DAIRY farmers took milk processors to task over the handling of milk oversupply and some farmers being told their milk was not wanted, at the WAFarmers annual dairy conference last week.
A panel of Brownes managing director Tony Girgis, Harvey Fresh general manager Paul Lorimer and Lion Dairy and Drinks managing director Peter West were asked to explain their company's actions over the past 12 months.
Mr Girgis bore the brunt of supplier outrage, following Brownes' decision in April to not renew four dairy farmers' contracts in September.
One of the four, Wagerup farmer Tony Ferraro, called on Mr Girgis to publicly apologise for the way his family had been informed their milk was not wanted.
"How do I tell my two sons, who are the future of this industry, that they don't have a home for their milk?" Mr Ferraro asked.
"What you did to my son physically and financially, you have burnt us out."
Mr Ferraro said that at a meeting prior to being notified they would not be offered a new contract, Mr Girgis had personally told him he was "the perfect farmer, hour out of Perth, good milk and two boys on the farm".
"Three weeks later we get an email from the field rep telling us it was over; would it have been so hard to call a producers meeting and say 'look guys, we have a problem'?
"Getting rid of nine farmers will not solve your problem.
"What are you going to do, have another round at Christmas?"
Mr Girgis defended his actions, saying "none of us could have foreseen this outcome".
He said a decision by the Department of Environment Regulation (DER) to "pull Brownes' cheese licence" without warning in April had made the oversupply issue worse.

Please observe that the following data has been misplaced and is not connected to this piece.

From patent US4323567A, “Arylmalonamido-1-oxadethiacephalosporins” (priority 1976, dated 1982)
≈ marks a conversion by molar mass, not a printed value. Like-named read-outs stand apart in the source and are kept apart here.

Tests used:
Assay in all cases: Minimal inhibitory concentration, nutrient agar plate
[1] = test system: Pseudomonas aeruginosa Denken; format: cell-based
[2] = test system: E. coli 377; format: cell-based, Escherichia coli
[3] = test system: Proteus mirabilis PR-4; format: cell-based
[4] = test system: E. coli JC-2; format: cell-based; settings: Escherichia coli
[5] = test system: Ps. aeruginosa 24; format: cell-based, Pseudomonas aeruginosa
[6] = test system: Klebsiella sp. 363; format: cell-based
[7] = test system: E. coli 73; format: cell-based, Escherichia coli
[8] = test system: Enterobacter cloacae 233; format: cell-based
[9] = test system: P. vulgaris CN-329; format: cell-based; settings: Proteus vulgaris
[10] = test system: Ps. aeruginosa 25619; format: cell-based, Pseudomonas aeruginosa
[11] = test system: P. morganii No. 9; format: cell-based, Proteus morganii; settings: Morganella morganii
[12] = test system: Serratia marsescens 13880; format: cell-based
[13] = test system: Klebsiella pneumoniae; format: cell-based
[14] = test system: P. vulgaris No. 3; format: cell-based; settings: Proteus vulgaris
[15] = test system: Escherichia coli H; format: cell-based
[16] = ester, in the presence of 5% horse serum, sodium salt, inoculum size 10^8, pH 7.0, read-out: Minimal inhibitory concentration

But he was working with theDepartment of Agriculture and Food (DAFWA) and WAFarmers to come up with a "short or medium-term structure that gets these guys back in the game".
"This does hinge on us being able to process milk into cheese. I can't guarantee anything, but on our part, we are doing everything we can to find a solution."
New WAFarmers dairy president Michael Partridge called on Brownes and Parmalat-owned Harvey Fresh to commit to helping those without contracts.
"Brownes chased four people for milk, now the contracts are ended," Mr Partridge said.
"We have nine people without a home for their milk and it's not a good place for the industry to be.
"We need some sort of commitment from companies so that people with a life commitment to the industry will have the option to continue for when the cycle improves."
Mr Lorimer defended Parmalat's decision to offer above-market farmgate prices when it took over Harvey Fresh in 2014 and in pushing suppliers to increase production.
"When Parmalat entered the market, there was a big downward slide in milk supply and there was a big messages about getting this back into growth and getting supply up where it used to be, so we went out and offered contracts with strong farmgate price and incentives," Mr Lorimer said.